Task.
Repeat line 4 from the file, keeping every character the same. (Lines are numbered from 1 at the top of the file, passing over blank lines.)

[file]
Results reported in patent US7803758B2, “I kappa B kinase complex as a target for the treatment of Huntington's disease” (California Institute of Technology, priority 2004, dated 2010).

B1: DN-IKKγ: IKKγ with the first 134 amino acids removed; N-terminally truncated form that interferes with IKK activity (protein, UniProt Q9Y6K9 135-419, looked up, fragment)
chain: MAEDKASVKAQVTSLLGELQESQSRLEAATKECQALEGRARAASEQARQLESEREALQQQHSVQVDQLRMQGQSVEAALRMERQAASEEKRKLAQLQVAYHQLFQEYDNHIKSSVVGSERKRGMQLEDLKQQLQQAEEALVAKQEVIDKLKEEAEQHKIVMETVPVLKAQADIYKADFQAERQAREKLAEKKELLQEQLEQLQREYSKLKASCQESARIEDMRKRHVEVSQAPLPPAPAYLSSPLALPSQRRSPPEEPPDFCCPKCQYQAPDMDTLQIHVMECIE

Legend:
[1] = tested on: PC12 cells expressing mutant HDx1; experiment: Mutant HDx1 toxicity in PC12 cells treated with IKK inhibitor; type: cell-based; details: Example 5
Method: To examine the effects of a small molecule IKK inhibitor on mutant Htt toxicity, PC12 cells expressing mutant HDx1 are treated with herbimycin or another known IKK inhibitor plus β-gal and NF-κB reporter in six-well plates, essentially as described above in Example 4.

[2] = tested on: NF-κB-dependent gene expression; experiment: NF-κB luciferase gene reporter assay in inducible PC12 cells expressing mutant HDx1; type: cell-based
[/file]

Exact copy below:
Legend: